The U.S. Patent and Trademark Office is a governmental agency within the U.S. Department of Commerce. For ease of reference, this office will be referred to as "the office" in this article. The head is referred to as the commissioner. The office has the responsibility for reviewing patent applications and determining whether or not to grant or issue a patent thereon. It does not have jurisdiction to determine whether a patent is infringed. Moreover, except to the limited extent authorized by the patent reexamination procedure, it has no jurisdiction over issued patents and cannot make determinations of patent validity or invalidity.

About 2,000 people with degrees in engineering or science are employed by the office to review and examine patent applications; they are referred to as patent examiners. Examiners conduct independent searches of the inventions described in the applications and then make decisions as to whether the invention described and claimed merits the granting of a patent.

The commissioner has the authority to promulgate rules and regulations for the purpose of administrating the patent and trademark laws so long as such rules are not inconsistent with these laws. In addition, the commissioner has the power to make rules that govern the recognition and conduct of those persons who represent applicants before the office. To be recognized as a patent agent or patent attorney and to advise and assist in the preparation or prosecution of applications and other business before the office, a person must comply with certain rules and regulations.

In the event an examiner refuses to allow or permit issuance of a patent for an application, the applicant has the opportunity at a particular stage of the proceedings to file an appeal from the examiner's decision to the U.S. Patent and Trademark Office Board of Patent Appeals and Interferences (hereafter referred to as "the board"). The board is composed of senior examiners, who are referred to as patent law administrative judges. Cases appealed to the board are considered by a three-member panel of the board.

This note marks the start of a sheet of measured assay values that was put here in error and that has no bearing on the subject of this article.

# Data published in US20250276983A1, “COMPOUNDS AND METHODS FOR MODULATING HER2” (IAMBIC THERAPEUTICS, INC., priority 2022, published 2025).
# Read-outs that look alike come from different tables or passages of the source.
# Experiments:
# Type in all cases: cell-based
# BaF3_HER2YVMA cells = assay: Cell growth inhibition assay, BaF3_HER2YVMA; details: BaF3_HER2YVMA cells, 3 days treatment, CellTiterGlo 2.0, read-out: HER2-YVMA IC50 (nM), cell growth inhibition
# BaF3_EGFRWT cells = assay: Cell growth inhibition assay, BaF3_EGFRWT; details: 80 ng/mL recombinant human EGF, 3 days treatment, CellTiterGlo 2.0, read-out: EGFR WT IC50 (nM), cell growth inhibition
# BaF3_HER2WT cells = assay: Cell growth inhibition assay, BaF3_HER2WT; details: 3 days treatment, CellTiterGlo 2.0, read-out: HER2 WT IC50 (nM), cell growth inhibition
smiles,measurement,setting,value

A publication titled Manual of Patent Examining Procedure (MPEP) is available from the U.S. Government Printing Office. This publication is a guide to how the office interprets the laws, rules, and case law and how the patent examiners are to apply the same when examining and ruling on patent applications. Likewise, a similar publication available from the U.S. Government Printing Office titled Trademark Manual of Examining Procedure (TMEP) is a guide for trademark examiners in how to apply the laws, rules, and case law when ruling on trademark and service mark applications.

Another important publication available from the U.S. Government Printing Office is titled the Official Gazette of the United States Patent and Trademark Office (OG). This is published each week in two separate sections. One is the patent section and the other is the trademark and service mark section. The patent section of the OG includes a short description of each patent granted during the week of publication, an index of the names of the patentees and the assignees for that week, notices of rule changes, and various other matters of interest with respect to patents.

Since 1929, published decisions in patent, trademark, and copyright cases have been reported in the United States Patent Quarterly (USPQ and USPQ2d). This is published by the Bureau of National Affairs, Washington, D.C., which also publishes the weekly newsletter Patent, Trademark, and Copyright Journal. The latter contains news of matters of current development and interest in the patent, trademark, and copyright areas.

Decisions by the federal courts in trademark, copyright, and patent cases can also be found, depending on the particular court and the particular year in which the case was decided, in the Federal Reporter (F.), the Federal Reporter second series (F.2d), the Federal Reporter third series (F.3d), the Federal Supplement (F.Supp.), the Supreme Court Reporter (S.Ct.), and The United States Reports (U.S.).

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